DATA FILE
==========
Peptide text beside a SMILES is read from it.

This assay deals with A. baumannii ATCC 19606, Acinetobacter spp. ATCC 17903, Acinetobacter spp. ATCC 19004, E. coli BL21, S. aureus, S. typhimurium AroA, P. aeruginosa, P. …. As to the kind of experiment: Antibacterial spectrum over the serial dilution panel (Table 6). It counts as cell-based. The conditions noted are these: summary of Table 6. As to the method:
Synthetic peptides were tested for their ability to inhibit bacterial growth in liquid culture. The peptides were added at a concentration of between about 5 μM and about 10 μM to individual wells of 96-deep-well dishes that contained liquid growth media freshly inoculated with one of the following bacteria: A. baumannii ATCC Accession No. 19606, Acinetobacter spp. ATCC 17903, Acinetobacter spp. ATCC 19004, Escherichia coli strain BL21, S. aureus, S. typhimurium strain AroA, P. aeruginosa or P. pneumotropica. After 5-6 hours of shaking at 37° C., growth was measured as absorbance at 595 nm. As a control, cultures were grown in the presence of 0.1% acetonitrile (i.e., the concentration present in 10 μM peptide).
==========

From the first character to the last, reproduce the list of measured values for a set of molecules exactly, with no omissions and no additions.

Peptide text beside a SMILES is read from it.

This assay deals with A. baumannii ATCC 19606, Acinetobacter spp. ATCC 17903, Acinetobacter spp. ATCC 19004, E. coli BL21, S. aureus, S. typhimurium AroA, P. aeruginosa, P. …. As to the kind of experiment: Antibacterial spectrum over the serial dilution panel (Table 6). It counts as cell-based. The conditions noted are these: summary of Table 6. As to the method:
Synthetic peptides were tested for their ability to inhibit bacterial growth in liquid culture. The peptides were added at a concentration of between about 5 μM and about 10 μM to individual wells of 96-deep-well dishes that contained liquid growth media freshly inoculated with one of the following bacteria: A. baumannii ATCC Accession No. 19606, Acinetobacter spp. ATCC 17903, Acinetobacter spp. ATCC 19004, Escherichia coli strain BL21, S. aureus, S. typhimurium strain AroA, P. aeruginosa or P. pneumotropica. After 5-6 hours of shaking at 37° C., growth was measured as absorbance at 595 nm. As a control, cultures were grown in the presence of 0.1% acetonitrile (i.e., the concentration present in 10 μM peptide).